Delivering Effective Customer Service

It’s cheaper and easier to keep existing customers than to gain new ones, yet many firms ignore poor customer interfaces that drive away clientele.

Rebecca A. Morgan – 2005

No matter what horrible, maddening customer-service experience I might share with you, you could no doubt match it with several of your own. Who hasn’t felt both their voice and blood pressure rise when dealing with an airline, cell phone, or utility customer service representative? We all know that it is both cheaper and easier to keep existing customers than to gain new ones, yet so many organizations seem to ignore poor customer interfaces that drive away clientele and create negative chatter.

Customer service is a golden opportunity to interact with customers, enhancing both loyalty and sales. Yet customer service poorly delivered can destroy a business. A good process for delivering customer service is fundamental to growing your business. Let’s take a look at two organizations that specialize in servicing the customers of other companies to see what we can learn.

Alpine Access is an Inc. 500 company located in Golden, Colo., that provides outsourced call-center services. Alpine’s over 4,000 employees, the majority of whom have attended college, provide incoming call customer service for companies such as 1-800-Flowers and Office Depot. Its employees, located across the country, work from their homes using Internet access and telephones to provide sales and customer-service support for Alpine client companies. Training is computer-based, utilizing Web conferencing and related technologies.

Why would a company believe the Alpine workforce might be better at providing customer service than its own? Alpine’s business model allows them to cherry pick employees, without any geographical limitations to recruiting. Alpine also avoids the brick and mortar costs of centralized call centers. Reg Foster, Alpine’s Chairman and CEO, believes they are experts on recruiting, training, and managing excellent customer service personnel on a distributed basis. Foster says "the Alpine business model is disruptive technology for the call center industry, whether outsourced or not."

Now let’s look at Integrated Marketing Technologies, a company located in Brunswick, Ohio. Jeff Wood, IMT’s President and CEO, has built a growing business delivering the customer services that client companies simply aren’t designed to provide. Working with the food and beverage industries, IMT has expanded its service offerings simply by listening to clients complain about customer interfaces that they find difficult to do well themselves.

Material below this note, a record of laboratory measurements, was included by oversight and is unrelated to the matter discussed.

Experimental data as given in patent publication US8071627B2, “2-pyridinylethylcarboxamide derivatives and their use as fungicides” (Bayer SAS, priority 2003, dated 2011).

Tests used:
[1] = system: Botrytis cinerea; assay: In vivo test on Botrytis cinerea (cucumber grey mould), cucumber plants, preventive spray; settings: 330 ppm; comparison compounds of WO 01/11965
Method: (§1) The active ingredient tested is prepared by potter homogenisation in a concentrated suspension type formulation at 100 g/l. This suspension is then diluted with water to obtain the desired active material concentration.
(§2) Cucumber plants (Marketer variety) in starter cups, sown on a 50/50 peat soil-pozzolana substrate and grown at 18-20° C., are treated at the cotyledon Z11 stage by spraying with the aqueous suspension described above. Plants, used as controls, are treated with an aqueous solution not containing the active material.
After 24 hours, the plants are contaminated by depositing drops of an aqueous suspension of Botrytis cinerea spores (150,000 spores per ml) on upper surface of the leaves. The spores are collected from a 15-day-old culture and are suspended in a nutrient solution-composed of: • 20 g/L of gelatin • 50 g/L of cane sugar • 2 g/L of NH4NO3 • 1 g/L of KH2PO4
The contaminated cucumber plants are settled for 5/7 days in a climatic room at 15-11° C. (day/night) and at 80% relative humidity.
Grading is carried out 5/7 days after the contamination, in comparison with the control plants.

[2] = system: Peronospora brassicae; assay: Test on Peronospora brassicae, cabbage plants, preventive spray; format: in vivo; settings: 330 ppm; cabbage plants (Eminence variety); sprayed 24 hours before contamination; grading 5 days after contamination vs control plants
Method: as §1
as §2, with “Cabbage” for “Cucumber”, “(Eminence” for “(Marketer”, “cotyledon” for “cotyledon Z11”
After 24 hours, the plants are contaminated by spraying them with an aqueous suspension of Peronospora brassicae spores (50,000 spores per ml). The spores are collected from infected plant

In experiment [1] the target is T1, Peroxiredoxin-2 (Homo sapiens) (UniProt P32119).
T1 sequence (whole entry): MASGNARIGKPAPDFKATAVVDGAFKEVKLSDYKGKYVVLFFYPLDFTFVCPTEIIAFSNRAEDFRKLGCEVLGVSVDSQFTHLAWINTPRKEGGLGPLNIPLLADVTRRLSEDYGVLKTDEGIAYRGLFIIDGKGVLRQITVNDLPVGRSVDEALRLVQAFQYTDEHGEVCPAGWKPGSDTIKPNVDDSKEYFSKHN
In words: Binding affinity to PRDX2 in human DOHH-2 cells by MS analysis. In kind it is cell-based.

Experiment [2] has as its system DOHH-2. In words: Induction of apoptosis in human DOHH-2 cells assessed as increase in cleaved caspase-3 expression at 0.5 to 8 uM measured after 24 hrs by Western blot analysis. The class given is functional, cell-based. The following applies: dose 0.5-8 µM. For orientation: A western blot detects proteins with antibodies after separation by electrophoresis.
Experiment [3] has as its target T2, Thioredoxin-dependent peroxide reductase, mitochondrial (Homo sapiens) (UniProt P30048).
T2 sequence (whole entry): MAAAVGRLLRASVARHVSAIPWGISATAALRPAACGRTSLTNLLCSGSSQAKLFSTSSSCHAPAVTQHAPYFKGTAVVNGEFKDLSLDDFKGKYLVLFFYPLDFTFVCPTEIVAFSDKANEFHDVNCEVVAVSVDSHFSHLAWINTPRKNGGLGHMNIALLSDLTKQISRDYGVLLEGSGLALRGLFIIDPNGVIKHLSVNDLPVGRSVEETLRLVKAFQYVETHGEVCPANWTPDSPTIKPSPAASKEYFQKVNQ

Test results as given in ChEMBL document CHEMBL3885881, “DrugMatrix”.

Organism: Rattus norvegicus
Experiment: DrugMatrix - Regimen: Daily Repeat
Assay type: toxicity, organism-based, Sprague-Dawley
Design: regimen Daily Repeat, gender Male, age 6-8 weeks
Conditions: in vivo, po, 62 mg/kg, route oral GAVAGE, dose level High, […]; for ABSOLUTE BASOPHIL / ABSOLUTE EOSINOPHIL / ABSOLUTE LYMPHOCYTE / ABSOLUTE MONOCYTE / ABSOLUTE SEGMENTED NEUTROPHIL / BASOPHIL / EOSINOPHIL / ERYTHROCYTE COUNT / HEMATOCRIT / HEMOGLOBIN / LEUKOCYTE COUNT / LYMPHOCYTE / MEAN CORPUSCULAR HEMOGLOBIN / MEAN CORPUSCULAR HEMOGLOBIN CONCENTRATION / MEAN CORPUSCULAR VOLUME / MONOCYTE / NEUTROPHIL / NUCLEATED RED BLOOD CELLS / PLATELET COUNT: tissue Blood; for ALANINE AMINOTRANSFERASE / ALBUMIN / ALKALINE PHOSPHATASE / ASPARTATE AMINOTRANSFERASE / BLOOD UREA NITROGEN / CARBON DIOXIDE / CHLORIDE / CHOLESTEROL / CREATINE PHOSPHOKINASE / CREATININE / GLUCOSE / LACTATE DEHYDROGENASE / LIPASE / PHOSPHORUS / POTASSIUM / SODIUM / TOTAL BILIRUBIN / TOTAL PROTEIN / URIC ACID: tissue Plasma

Sara Lee Foodservice operations aren’t designed to send 12 sample wings to a tavern near you. But if they hope to have that tavern offer their wings for sale, they need to do just that. And they need a method to follow up on (1) did the wings arrive in good condition with cooking instructions included, (2) did the salesman follow up on the sample, (3) did the tavern order more wings, and (4) what other menu items might the tavern offer that could be met through Sara Lee Foodservice products?

Initially founded on creating customized databases for tracking and reporting on sales leads, IMT has expanded into handling specialized samples and processing B2B rebate checks. Again by listening to customer-described challenges, IMT is now supporting client needs created by the significant trend to customized print-on-demand labels and signs for specialized low-volume applications.

It’s not that Sara Lee Foodservice, or ConAgra Foods, or Clorox couldn’t do these things themselves. It’s just that they are not designed to do so. Each of those companies, and many others, have decided to outsource parts of their customer service process to a company dedicated to providing specialized support services.

So what do we learn from looking at Alpine Access and Integrated Marketing Technologies? The lessons are not as much about outsourcing opportunities as they are about what your competition is doing to provide excellent customer service.

Whether you offer these services yourself, or you outsource them, the provision of competitive customer services at competitive costs is integral to growth. Looking at Alpine Access and IMT tells us it is important to be able to answer the following questions with a resounding "yes."

  • Do your processes for recruiting, training, and managing customer service personnel support appropriate levels of customer service at a competitive cost?
  • Do your customer-service processes include accurate and timely communication of product and policy updates?
  • Do your customer-service processes include information that enables you to grow your business?
  • Are you set-up to handle the mass customization that may be key to supporting and growing your market?

Each interface with a customer, whether current or potential, is a great opportunity. Make the most of it.

© 2004 Fulcrum ConsultingWorks, Inc.